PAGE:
I’ve been affiliated with the gallery for about a year now. It all came about pretty suddenly and spontaneously. A friend of mine, Joseph Coniff, was interning at the time Robin was putting together a group show of emerging artists at her old space. He called me up and asked if I had any pieces to bring down and show her. Understandably, I jumped at the opportunity.  It turned out that she liked my work and even sold a piece. The relationship built pretty naturally from there and I was then featured on her website which is where we stand now. I’m really appreciative of the opportunities she’s given me and can’t wait to see where it goes in the future.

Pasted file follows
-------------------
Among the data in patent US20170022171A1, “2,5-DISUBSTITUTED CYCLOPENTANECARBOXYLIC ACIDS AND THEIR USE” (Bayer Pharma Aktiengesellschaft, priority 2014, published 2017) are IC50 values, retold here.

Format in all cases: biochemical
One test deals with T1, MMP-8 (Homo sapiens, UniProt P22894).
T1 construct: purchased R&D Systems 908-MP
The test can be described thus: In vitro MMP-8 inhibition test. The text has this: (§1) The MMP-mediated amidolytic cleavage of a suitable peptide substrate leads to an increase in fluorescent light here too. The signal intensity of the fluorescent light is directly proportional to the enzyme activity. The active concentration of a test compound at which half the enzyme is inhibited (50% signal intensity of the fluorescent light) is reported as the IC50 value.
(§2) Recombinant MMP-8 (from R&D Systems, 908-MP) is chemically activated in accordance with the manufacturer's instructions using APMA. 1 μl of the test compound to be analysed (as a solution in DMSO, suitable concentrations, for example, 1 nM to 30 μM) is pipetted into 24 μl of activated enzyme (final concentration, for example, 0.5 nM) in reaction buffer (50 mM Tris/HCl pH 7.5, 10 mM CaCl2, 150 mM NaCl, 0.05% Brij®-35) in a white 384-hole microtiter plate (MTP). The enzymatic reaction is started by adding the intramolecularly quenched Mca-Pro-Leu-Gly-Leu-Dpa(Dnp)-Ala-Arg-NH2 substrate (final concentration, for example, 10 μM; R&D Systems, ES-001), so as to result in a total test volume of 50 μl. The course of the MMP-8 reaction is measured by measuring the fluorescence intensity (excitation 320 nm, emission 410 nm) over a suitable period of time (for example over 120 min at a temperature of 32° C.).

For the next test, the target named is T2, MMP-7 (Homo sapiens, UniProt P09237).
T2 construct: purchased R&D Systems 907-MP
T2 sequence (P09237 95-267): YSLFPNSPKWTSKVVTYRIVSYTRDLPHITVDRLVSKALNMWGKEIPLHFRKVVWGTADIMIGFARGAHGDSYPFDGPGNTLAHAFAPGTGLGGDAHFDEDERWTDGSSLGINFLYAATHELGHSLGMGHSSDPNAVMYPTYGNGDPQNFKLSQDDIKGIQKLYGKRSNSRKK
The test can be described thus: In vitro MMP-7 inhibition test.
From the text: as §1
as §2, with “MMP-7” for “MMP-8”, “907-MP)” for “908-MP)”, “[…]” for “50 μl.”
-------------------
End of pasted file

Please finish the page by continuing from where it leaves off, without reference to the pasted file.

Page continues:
Another big achievement is a solo show titled Suburban Lawns at the Boulder Museum of Contemporary Art, which just recently closed. As a BFA student, what did you take away from this experience?

It definitely opened up my awareness of the opportunities available for a young artist, as well as the difficulties of gaining exposure at this stage. It has helped me take a more professional stance with my work, and realize that confidence paired with the right people, work, and presentation can go a long way. It is 100% different than showing in an academic environment, because when you show in the academic space it immediately gets categorized as “student” work. I urge my fellow emerging artists to branch out as much as they can, to open themselves up to the available opportunities. But, then again, the school environment is great when people are still experimenting and trying to solidify their ideas.

 

Some people might not know that you have multiple music projects. Can you give us a teaser of what these musical projects are and what genre they fall into?